Friday, January 18, 2013

Spanish horror! Instituto Cervantes screens eight scary films that span half a century....

Instituto Cervantes (IC), New York's hot spot for Spanish culture, has just begun quite a nifty (and unusual for IC) series of horror movies from Spain that range in time-frame from the 1960s through the current decade. The series -- Spanish Horror Films -- has been curated by José Luis Rebordinos, founder of the Horror Film Festival in San Sebastian and editor of Nosferatu magazine.

Señor Rebordinos has selected eight of his preferred horror films to delight IC patrons over the next eight weeks. (Unfortunately, news of this series reached TrustMovies only today, and the first film in the bunch -- the very frightening Thesis, staring one of Spain's sexiest imports, Eduardo Noriega -- was already shown this past Wednesday evening. The other seven films, however, remain on the horizon.)

Notes Rebordinos, “I had two possibilities: selecting eight unknown thrillers that I really liked or choosing eight films that represent the different ways the Spanish horror genre has been recognized with-in last two decades. I opted for the latter. For some Spanish horror film lovers, these will be well-known. For many others who are not familiar with this film genre, the films will prove a surprise treat”.

I can second Rebordinos' opinion, having seen five of the eight films being shown -- and as the other three come with plentiful bona fides, I shall make it a point to be there to view them. Here's the schedule, below, for the remaining films: Click on each title link to learn more and/or see further details about that film. For the address of IC click here and scroll way down. (Yes, this storied organization has perhaps the worst web site in the world: Shame!)

Oh, and one final thing:  As I understand it, these films will be shown free of charge, which makes this a very good deal indeed....

Who Can Kill a Child?
Wednesday, January 23, at 6pm
This nasty little masterpiece of horror from Narciso Ibañez Serrador in 1976 is considered a classic of the genre. It holds up remarkably well, and though its theme of kids-gone-bad has been done many times since, and may have come close to being done as well, it has still never been bettered.

Wednesday, January 30,
at 6pm
I had not even heard of this film until now -- which, so far as I can tell, was never released here in the USA -- but since its director Bigas Luna is a filmmaker whose work I generally enjoy, I very much want to check it out. Made in 1978, at the beginning of the post-Franco era of freedom for film (and everything else -- except the wealthy and fascist-minded), this should be unusual, and unusually sexual, too, I suspect. (A still from this film is shown, third from top.)

The Day of the Beast 
shown Wednesday, February 6, at 6pm
This early film from Alex de la Iglesia is not available in the USA on DVD, so far as I know -- which makes my visit to IC a must. Since this one, the talented filmmaker has made a number of other fine films, so I would think that catching up with his early work is a must for completists. It certainly will be for me. (A still from this film is shown, fourth from top.)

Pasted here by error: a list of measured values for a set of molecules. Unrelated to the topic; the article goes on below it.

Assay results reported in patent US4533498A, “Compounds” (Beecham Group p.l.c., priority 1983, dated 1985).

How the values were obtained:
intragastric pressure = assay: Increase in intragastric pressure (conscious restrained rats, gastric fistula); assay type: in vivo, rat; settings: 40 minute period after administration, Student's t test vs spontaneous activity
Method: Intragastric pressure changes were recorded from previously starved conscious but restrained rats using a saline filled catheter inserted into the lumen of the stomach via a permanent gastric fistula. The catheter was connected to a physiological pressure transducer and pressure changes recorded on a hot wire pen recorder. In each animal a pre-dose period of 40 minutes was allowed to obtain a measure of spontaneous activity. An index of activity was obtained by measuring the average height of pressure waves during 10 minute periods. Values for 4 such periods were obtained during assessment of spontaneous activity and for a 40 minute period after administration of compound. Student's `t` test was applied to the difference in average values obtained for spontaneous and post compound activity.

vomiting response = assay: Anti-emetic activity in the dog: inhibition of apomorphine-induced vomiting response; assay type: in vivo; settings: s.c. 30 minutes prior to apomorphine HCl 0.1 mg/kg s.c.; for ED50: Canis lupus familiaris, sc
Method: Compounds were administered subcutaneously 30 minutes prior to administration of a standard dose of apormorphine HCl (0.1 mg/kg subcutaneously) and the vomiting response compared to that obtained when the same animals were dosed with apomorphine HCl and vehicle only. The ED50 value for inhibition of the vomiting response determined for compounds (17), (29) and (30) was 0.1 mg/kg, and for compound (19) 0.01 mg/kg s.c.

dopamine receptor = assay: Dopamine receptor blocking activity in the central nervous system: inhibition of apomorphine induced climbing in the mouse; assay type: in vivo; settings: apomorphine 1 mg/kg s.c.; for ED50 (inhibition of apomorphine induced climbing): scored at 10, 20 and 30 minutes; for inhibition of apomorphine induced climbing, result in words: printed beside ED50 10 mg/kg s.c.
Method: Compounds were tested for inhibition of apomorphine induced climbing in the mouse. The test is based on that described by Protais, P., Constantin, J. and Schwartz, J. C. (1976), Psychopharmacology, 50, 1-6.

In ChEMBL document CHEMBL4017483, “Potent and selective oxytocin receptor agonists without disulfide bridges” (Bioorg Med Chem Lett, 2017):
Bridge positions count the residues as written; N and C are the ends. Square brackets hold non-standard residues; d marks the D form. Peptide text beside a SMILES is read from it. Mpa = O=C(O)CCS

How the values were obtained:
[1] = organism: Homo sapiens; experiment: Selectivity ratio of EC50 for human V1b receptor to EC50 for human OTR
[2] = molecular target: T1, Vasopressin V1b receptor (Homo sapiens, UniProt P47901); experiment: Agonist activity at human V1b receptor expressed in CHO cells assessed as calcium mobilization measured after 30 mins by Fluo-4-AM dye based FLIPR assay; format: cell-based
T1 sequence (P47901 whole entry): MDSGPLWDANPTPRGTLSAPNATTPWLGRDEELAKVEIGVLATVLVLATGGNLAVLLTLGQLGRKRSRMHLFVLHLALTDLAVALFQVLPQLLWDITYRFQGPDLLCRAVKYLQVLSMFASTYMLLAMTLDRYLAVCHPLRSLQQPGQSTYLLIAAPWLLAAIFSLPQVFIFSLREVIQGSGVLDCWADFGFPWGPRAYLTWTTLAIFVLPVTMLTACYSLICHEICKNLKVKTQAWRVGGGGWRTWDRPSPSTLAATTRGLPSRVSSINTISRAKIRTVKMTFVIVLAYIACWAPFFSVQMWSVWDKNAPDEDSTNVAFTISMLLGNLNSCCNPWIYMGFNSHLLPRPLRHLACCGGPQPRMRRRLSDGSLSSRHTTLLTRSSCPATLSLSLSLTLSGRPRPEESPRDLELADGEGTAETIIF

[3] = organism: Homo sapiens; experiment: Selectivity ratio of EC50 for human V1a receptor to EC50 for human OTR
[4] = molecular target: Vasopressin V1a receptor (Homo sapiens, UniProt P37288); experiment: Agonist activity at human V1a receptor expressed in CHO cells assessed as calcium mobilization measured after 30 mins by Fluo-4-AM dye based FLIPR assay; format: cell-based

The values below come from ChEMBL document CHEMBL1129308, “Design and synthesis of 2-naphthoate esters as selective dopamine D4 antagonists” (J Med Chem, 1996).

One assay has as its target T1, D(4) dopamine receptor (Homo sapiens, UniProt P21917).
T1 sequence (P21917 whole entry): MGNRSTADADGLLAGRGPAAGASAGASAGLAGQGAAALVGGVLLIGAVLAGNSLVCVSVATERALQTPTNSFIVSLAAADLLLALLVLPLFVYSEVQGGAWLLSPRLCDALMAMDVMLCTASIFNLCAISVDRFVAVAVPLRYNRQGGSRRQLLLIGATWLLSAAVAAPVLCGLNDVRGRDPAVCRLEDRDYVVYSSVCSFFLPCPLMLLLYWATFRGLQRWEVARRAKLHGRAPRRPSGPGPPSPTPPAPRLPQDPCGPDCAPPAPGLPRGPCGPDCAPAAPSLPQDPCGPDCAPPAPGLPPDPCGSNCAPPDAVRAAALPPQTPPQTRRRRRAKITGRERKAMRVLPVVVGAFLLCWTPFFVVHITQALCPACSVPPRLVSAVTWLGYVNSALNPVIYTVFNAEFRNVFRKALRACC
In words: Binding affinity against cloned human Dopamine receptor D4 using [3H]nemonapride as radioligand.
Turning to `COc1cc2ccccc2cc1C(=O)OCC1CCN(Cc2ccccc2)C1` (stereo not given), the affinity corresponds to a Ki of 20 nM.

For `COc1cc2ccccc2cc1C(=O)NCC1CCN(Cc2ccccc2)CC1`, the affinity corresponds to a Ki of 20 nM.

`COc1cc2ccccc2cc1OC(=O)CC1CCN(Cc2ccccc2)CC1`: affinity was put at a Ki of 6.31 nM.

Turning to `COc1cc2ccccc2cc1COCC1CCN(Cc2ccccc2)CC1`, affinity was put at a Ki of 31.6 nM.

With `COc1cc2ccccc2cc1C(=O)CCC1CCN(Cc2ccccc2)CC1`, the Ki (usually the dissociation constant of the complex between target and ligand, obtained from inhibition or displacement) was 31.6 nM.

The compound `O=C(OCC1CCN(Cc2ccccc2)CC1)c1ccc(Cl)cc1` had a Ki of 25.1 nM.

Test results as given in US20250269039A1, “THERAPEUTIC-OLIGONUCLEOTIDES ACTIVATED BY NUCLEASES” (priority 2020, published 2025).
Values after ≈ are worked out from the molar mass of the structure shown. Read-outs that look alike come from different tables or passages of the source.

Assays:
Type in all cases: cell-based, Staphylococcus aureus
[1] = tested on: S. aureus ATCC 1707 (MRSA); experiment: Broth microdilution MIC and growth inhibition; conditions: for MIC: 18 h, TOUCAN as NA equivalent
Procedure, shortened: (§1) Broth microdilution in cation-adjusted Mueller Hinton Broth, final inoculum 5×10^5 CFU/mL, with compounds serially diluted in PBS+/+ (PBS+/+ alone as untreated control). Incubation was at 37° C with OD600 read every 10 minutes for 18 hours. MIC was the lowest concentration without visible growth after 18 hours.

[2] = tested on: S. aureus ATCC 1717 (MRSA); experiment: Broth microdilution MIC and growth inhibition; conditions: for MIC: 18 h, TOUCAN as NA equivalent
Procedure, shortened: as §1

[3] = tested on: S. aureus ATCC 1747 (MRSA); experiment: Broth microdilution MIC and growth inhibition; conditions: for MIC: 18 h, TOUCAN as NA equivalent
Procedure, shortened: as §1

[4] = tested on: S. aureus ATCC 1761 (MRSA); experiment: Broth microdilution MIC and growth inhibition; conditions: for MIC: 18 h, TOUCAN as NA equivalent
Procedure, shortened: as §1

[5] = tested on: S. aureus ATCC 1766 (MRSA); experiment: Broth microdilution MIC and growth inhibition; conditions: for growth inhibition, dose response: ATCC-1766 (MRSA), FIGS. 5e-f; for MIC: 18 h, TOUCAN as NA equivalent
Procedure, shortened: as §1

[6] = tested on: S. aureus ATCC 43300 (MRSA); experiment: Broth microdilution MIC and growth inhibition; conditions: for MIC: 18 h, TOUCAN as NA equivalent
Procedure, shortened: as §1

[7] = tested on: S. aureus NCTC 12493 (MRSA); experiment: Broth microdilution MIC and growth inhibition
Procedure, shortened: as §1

The Nameless
Wednesday, February 13, at 6pm
Still one of my favorite Spanish horror films of all time, this is also one of the darkest and most transgressive -- particularly for a country whose roots are buried deep in Catholicism. Beautifully woven and surprisingly subtle, the film upends so many of our notions of the appropriate that it remains in a class by itself -- while still conforming to the guidelines of its genre. This is a masterpiece, of sorts. (A still from it is shown at top of post.)

The Orphanage
Wednesday, February 20,
at 6pm
I was not as big a fan of this film as were many. It's lovely to look at and well-done -- up to a point. But although a big box-office success in Spain and elsewhere, the movie seems to me to be trying too hard to move us, rather than scare us. I love it when a film manages both -- but not when you are quite so aware of the wheels grinding. Still, Belén Rueda, in the lead role, is always a pleasure to watch. (A still from this film is shown, second from top.)

Wednesday, February 27, at 6pm
This is the film that we have to thank for the current zombies-run-rampant-via-hand-held-video (that includes 3 RECs, two American spin-offs, and countless other would-be horror films). Some critics think REC reanimated the zombie genre. It may have helped but it was not until [REC] 3 to that this series really took off. The original proved some fun at the time, but does not hold up as well as it might, given what we've now seen come down the pike.

The Awful Dr. Orloff
Wednesday, March 6, at 6pm
Directed by Jesús Franco in 1962, this is considered to be the first Spanish horror movie. I've never seen it -- though it sounds a lot like Franju's Eyes Without a Face, made the year previous. Movie-makers, god knows, have never been above ripping each other off. In any case, I'll be visiting IC at this screening, for sure.

The photos above are from posters of, 
or stills from, the films themselves; 
the photo at top--from The Nameless--
comes courtesy of

No comments: